When you're working on building your own website, while you have been surfing the web, documenting what you like and don't like about different sites, do you start to notice anything similar about the sites that you like?
Do they seem cohesive? Is there something about them that makes them stand out in a unique way?
You might not have even picked up on it, but I bet these sites all have very cohesive brands. A brand is simply something that differentiates a business from similar businesses.
"Buy this one, not that."
For example, I can buy leggings on Amazon, or I can buy Under Armour leggings and pay five times as much.
What makes me want to pay five times as much?
With a solid brand, your offering commands top prices. A brand means reliability. You develop relationships with brands. You come to expect certain things from certain brands, and they in turn consistently provide that.
At the heart of a brand is having a good product, and the process of branding is about how you communicate who the brand is so people can come back and buy what you have to offer again and again.
What are your top five favorite brands? Jot them down. Then note how you know the difference between them and a competing product or service.
Now, many of the strongest brands have been around forever, which is how they got to be the strongest. Back in the day, all you had to do to "win" at branding was have the most money so you could advertise. Back when there were very few places to advertise.
Today, you have to stand out to get attention. Great marketing thinker Seth Godin wrote a whole book called The Purple Cow, the premise of which was that when his family was driving on a trip, they would only notice a cow out the window if it was purple.
How does this relate to branding? I'm not saying that you need a purple cow or green monkey as your mascot. What you need to do is think about how you can stand out.
To stand out you need a style that is all your own. And a brand personality to match. How do you get that?
Well it just so happens that I gave my first live free Marketing Gold Masterclass,
Cooking Up a Brand Story:
The 4 Critical Ingredients to Delectable Memorability
And you can view it in my public Facebook group here:
Brands compete on their intangible assets.
Commodities compete on price or convenience
You want to be a brand. To cook up a delectable memorable one, combine the four following elements;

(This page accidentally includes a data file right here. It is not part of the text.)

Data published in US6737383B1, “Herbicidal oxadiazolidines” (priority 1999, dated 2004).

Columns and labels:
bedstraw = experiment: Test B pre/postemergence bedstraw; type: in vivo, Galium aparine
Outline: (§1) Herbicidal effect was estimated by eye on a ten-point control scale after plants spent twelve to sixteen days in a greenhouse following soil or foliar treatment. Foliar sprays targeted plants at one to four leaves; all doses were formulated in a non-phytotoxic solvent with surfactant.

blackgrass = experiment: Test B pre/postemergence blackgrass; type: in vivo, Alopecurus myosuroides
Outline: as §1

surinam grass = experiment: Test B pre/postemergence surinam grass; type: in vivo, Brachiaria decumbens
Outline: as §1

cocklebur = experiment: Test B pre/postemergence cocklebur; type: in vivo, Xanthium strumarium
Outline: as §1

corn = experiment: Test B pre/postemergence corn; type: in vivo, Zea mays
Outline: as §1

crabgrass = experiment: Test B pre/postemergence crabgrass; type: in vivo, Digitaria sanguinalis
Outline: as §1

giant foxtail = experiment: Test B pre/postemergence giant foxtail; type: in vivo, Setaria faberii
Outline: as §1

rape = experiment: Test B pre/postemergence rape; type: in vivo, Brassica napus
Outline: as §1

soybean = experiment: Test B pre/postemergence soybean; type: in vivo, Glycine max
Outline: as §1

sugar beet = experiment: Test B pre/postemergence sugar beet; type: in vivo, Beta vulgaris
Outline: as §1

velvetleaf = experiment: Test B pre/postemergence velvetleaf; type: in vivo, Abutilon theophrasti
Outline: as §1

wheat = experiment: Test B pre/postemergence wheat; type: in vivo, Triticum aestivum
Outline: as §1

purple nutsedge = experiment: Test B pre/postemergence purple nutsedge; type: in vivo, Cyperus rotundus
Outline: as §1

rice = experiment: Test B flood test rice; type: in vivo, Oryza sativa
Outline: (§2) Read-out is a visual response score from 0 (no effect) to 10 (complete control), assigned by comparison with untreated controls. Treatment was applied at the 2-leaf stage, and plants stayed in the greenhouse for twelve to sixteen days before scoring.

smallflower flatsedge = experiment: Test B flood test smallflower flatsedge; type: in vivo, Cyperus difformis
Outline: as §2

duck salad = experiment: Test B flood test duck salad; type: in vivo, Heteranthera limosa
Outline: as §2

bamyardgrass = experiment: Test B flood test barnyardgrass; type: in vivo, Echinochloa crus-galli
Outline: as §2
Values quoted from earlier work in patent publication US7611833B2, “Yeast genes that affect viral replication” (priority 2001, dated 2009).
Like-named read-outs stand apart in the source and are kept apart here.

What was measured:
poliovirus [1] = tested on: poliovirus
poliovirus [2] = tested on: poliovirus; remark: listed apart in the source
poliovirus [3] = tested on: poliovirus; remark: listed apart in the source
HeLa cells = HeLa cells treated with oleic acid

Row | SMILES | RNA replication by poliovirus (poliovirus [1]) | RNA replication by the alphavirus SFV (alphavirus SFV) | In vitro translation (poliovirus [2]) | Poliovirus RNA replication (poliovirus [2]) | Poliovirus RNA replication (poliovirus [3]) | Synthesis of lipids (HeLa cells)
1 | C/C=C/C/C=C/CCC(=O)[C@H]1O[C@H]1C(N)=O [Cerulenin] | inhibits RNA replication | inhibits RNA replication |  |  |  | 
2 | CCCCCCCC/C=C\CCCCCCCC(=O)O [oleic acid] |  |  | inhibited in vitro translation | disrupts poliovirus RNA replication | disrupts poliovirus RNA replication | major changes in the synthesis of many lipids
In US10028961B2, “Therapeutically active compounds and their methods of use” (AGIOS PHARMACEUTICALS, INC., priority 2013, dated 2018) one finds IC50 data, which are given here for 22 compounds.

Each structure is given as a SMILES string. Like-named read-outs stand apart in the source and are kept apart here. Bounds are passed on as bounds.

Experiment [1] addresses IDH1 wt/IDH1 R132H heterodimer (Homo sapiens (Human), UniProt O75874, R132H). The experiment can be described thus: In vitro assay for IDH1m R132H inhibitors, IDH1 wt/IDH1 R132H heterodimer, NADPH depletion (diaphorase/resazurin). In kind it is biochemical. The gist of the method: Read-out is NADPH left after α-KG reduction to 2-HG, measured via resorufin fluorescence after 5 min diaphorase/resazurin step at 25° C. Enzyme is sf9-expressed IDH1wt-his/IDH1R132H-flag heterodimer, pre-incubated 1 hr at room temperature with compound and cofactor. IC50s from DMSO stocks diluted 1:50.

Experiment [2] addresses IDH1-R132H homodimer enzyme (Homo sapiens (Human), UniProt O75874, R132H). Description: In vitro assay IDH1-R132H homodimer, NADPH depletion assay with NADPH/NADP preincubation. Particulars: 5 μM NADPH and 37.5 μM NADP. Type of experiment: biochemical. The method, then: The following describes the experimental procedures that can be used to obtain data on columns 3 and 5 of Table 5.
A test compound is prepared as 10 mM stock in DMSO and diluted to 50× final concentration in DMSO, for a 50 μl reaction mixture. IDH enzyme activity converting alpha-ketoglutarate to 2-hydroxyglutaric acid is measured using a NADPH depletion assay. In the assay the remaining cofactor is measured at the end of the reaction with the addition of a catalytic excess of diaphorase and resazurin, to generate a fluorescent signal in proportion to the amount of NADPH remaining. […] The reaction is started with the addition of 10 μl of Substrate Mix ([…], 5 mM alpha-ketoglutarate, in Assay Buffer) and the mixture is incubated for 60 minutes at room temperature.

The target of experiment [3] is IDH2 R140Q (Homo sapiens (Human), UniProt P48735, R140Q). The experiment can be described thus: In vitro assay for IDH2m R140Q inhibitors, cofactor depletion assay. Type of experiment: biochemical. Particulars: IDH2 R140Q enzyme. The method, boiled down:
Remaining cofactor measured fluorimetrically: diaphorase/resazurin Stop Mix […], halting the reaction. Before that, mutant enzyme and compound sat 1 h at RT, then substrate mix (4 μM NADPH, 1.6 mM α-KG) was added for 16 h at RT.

1. History (a past)
2. Culture (a place)
3. Brand Personality (character)
4. Typical Customer (an aspirational self-image)
There should be a reason you started your business. Your brand's history is this reason. Hopefully it's interesting. I'm really hoping it's not just, "I wanted to get rich." Generally, the more authentic and the more you decided to start this business out of a need that you saw that would help people, the better.
It's great if your brand can be connected to a specific culture. For example, if you're selling chocolate, is it Swiss chocolate? German chocolate? Can you connect your business to a culture? That will give it immediate trust and understanding.
Your brand has a past, and it's from someplace. Now, what is its character? Funny? Laid back? Glamorous? Cute like the Geico Gecko? Always thinks about Safety First in true soccer-mom fashion like Toyota?
Lastly, imagine the perfect person who embodies your brand through and through. Not the actual person who is going to purchase your product, but the person THEY WANT TO BE. Their aspirational self. This is your typical customer. When your real customer is using your brand, they feel like this. They might be an inner-city office worker, but they imagine themselves to be outdoorsy courageous types hiking up that mountain in their Patagonia.
Mix all these four elements together and you, my friend, have concocted a memorable and unique brand. And that is worth paying for.
Make sure to add a comment one one of your very own ingredients that sets you apart - I'd love to hear it!